Learning and development are proven to help keep employees engaged and motivated, improve productivity, and enable mobility, benefiting both the individual and the business.
A common pushback everyone in my field hears is ‘I don’t have time for learning’ and learning always tends to be deprioritized when other competing priorities come in. We know teams are busy, but we need to challenge the more traditional view of learning.
We have a 70/20/10 rule in learning where 70% is learning on the job, 20% is learning from peers and 10% is formal training. When people think of L&D, it is very much formal training that comes to mind, so it is about educating them that it is more about how that training is used and applied. Learning is also about trying to get people to think differently—for example asking a question to a colleague about how to do something better.
It is important to change not only the mindset of employees but also managers, so managers can reinforce the importance of learning to their teams. How learning is perceived makes a big difference—it should be enjoyable and beneficial and then that naturally leads to higher attendances and uptake.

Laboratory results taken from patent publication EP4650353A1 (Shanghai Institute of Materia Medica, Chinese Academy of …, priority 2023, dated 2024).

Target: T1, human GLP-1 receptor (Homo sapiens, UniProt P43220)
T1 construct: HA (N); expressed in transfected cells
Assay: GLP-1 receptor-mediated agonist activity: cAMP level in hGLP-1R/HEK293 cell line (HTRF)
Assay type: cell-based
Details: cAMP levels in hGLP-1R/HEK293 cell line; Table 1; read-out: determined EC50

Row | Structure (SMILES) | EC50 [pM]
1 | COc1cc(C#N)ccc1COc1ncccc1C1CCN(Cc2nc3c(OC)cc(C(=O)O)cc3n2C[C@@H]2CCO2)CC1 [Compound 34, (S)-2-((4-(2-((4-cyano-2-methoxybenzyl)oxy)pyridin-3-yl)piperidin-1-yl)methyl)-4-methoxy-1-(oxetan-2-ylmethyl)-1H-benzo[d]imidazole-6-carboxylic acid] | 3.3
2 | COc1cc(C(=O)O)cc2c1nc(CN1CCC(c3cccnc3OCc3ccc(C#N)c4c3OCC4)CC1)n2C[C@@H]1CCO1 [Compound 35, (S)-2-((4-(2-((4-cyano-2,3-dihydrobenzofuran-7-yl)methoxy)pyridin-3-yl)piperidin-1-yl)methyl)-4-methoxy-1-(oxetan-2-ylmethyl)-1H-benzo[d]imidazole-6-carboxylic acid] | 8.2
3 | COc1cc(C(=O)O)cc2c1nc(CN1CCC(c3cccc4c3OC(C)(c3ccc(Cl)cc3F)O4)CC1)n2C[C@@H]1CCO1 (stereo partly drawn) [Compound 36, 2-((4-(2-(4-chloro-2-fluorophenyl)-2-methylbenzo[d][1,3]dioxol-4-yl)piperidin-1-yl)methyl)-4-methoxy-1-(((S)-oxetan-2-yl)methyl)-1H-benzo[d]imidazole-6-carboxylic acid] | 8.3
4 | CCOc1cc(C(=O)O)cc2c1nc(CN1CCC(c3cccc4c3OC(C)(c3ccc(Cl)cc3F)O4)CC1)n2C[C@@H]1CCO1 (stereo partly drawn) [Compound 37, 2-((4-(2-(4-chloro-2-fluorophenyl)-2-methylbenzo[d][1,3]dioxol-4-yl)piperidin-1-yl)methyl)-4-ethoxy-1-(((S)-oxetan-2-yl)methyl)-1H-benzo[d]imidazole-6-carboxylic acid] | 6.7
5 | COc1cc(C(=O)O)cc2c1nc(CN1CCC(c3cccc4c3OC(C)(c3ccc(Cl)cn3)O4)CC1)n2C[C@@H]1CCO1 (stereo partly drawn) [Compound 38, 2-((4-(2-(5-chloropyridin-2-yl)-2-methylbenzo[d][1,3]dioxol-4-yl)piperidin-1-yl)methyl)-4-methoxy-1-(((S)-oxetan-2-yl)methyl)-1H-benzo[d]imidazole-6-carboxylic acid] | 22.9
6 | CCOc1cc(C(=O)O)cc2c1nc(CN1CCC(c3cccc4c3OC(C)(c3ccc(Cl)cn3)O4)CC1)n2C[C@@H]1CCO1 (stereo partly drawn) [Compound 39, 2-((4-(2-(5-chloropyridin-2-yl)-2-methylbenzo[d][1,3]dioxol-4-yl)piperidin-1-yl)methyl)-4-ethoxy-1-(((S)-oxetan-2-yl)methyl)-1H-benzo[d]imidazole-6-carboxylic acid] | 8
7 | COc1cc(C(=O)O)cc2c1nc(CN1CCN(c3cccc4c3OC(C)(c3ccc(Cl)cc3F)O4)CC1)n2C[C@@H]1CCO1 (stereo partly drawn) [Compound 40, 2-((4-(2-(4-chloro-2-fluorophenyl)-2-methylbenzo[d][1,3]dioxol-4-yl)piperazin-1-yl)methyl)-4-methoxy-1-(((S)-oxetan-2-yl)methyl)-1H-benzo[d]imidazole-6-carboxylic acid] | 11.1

As with all projects, it is important to measure the success of what we do to ensure a return on investment.
I like to attend or take part in training myself so I get a feel of how it feels from the employee’s perspective and get direct feedback on how useful it was so we can tweak what we are doing to make it more effective.
At SHL, we have various surveys for new hires to monitor onboarding experiences and after any training session or learning programs. Along with that, there is data-driven reporting from our learning systems which allows us to track usage metrics, attendance, etc., so together we can get an accurate picture of what is working, what can improve, and what engagement is like.
Onboarding and mobility are both important cross-functional efforts–could you tell us how learning & development supports these at SHL?
Onboarding provides an opportunity to give that first impression of what learning and development mean to us as an organization. It is a chance for us to show new employees that we value them and that investing in their development and their careers is important to us.